21

Describe the ECG pattern of a posterior myocardial infarct.

ST depression in the anterior leads (V1-4)

22

Describe the management of ACS.

MONABASH
Morphine – may be given with an anti-emetic e.g. metoclopramide
Oxygen – maintain oxygen saturations of 94%
Nitrates – e.g. GTN or imdur
Anticoagulants – e.g. aspirin + clopidogrel
Beta-blockers – reduce myocardial oxygen demand
ACE inhibitors – reduce adverse cardiac remodeling + antihypertensive
Statins – control cholesterol
Heparin – can be used to reduce future thromboembolic risk

23

When are beta-blocker contraindicated?

Heart block
Asthma
Acute heart failure

24

What is the first-line treatment option for STEMI?

Percutaneous coronary intervention (GOLD STANDARD)
Thrombolysis
NOTE: this should be done within 12 hours of onset of pain (ideally within 1 hour)

25

Describe how NSTEMI patients should be managed.

If haemodynamically unstable – immediate angioplasty
Other NSTEMI patients should be risk stratified – high risk patients should receive angioplasty

26

Which scoring system allows risk stratification of NSTEMI patients.

GRACE score

27

Describe some lifestyle advice that should be given to a patient who has recently suffered an ACS.

Stop smoking
Reduce salt intake
Exercise
Weight loss

28

What are the different treatment options used to control blood pressure in patients at risk of a cardiovascular event?

ACE inhibitors - < 55 yo or white
CCBs or thiazide diuretics - > 55 yo or non-white

29

Which drugs may be used to reduce the thromboembolic risk in patients at risk of a cardiovascular event?

Aspirin
ADP-receptor antagonists (e.g. clopidogrel and prasugrel)

30

What treatment may be considered in patients with severe ventricular dysfunction and conduction block?

Implantable cardioverter defibrillator (ICD)

31

List some complications of MI.

DARTH VADER
Death
Arrhythmia
Rupture
Tamponade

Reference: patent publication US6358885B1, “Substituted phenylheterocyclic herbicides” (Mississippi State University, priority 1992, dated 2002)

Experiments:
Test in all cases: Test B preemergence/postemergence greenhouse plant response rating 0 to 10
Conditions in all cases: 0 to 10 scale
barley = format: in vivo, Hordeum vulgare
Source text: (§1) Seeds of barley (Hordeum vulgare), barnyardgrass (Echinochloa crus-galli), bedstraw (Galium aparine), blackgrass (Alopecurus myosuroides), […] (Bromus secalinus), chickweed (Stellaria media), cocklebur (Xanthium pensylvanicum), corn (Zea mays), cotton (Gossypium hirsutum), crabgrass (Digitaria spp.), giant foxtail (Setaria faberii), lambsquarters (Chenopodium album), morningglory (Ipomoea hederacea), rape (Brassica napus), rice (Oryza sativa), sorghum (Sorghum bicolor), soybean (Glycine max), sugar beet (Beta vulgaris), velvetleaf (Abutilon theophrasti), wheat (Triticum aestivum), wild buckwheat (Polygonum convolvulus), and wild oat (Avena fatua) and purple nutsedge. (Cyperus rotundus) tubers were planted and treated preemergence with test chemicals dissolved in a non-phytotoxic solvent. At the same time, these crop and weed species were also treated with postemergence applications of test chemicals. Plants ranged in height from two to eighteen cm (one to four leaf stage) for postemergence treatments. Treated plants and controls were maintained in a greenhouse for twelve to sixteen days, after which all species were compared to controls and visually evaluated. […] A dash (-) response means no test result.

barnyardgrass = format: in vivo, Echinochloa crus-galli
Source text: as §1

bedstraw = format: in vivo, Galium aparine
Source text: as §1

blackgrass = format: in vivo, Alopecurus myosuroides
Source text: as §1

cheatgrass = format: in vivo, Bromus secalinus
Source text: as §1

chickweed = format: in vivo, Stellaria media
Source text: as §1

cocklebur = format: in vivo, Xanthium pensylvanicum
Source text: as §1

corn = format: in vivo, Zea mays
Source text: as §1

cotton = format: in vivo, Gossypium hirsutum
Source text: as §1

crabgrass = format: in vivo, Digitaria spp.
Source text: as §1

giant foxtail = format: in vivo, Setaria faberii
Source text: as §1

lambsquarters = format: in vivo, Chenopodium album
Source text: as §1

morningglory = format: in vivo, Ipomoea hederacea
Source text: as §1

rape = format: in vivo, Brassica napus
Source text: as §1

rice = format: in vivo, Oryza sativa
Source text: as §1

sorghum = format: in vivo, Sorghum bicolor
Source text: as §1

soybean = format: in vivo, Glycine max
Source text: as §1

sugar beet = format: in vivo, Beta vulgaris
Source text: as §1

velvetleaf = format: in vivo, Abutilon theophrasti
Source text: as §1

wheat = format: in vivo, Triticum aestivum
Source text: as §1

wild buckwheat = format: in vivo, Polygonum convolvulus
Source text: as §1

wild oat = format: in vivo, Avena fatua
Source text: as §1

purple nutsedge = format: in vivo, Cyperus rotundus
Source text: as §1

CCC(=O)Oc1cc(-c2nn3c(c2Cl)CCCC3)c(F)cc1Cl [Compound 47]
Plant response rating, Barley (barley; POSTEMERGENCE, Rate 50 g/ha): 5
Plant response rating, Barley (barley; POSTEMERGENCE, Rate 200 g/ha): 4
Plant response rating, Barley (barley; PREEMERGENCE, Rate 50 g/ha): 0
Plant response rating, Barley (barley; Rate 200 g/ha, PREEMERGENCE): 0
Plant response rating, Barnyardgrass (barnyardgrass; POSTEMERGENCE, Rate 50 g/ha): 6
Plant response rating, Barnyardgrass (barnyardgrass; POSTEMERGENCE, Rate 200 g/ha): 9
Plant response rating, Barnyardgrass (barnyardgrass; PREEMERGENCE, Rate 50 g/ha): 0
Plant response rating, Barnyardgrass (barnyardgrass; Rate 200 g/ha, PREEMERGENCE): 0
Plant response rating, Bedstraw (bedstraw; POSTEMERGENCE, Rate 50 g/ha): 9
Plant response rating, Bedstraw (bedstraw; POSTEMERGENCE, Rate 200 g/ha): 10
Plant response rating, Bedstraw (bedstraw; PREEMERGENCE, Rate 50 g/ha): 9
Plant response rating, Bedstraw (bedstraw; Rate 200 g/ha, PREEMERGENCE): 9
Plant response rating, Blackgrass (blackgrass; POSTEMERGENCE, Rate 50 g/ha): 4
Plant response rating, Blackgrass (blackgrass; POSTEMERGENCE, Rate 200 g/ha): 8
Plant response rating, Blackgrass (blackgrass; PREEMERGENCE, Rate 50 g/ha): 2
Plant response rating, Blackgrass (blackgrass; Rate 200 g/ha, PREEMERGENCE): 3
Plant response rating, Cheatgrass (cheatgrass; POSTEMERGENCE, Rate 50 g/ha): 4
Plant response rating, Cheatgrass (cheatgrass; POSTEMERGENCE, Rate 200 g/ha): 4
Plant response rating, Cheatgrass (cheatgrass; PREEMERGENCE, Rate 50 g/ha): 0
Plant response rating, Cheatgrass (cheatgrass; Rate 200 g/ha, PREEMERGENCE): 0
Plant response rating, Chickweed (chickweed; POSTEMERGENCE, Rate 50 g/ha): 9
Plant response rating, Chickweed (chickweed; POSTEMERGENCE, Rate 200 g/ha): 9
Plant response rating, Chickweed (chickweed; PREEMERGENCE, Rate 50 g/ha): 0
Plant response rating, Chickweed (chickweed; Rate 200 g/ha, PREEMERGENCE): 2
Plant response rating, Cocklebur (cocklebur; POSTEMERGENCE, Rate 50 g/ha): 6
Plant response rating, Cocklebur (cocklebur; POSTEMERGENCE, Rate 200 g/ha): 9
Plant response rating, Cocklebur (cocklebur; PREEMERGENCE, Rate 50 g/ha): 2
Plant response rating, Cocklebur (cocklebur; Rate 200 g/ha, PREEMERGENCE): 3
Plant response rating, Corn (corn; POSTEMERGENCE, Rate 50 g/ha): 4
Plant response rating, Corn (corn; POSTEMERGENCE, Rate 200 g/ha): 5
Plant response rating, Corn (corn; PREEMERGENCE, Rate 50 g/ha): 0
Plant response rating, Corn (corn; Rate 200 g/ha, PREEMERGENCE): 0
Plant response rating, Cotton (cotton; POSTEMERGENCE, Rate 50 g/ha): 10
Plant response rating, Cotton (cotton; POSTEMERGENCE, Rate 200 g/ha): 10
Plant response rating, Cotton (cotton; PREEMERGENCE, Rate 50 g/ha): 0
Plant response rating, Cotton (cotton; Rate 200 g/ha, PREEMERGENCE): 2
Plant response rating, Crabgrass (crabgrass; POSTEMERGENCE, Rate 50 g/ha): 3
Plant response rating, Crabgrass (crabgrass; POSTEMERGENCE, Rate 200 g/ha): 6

Heart failure
Valvular disease
Aneurysm
Dressler’s syndrome
Embolism
Reinfarction

32

What is Dressler’s syndrome?

Autoimmune pericarditis that occurs 2-10 weeks after MI
NOTE: this is different from simple post-MI pericarditis (2-4 days after MI)

33

Describe the treatment of Dressler’s syndrome.

Analgesia
Anti-inflammatories
Pericardial effusion may need pericardiocentesis

34

List some rare causes of angina type symptoms.

Prinzmetal angina – angina at rest that occurs in cycles and is caused by vasospasm of the coronary arteries
Coronary syndrome X – signs associated with decreased blood flow to the heart tissue but with normal coronary arteries

35

Describe the Stanford criteria for aortic dissection and how this classification influences treatment choice.

Type A – ascending aorta – SURGICAL EMERGENCY
Type B – descending aorta – managed medically

36

What is Boerhaave’s perforation?

Perforation of the oesophagus due to forceful vomiting

37

Which other cause of chest pain is associated with nausea and vomiting?

Inferior MI
NOTE: this can be differentiated from Boerhaave’s perforation because in Boerhaave’s, the vomiting precedes the chest pain whereas with inferior MI the chest pain comes first

38

What are patients with Boerhaave’s perforation prone to developing?

Pleural effusion
Pneumomediastinum
Pneumothorax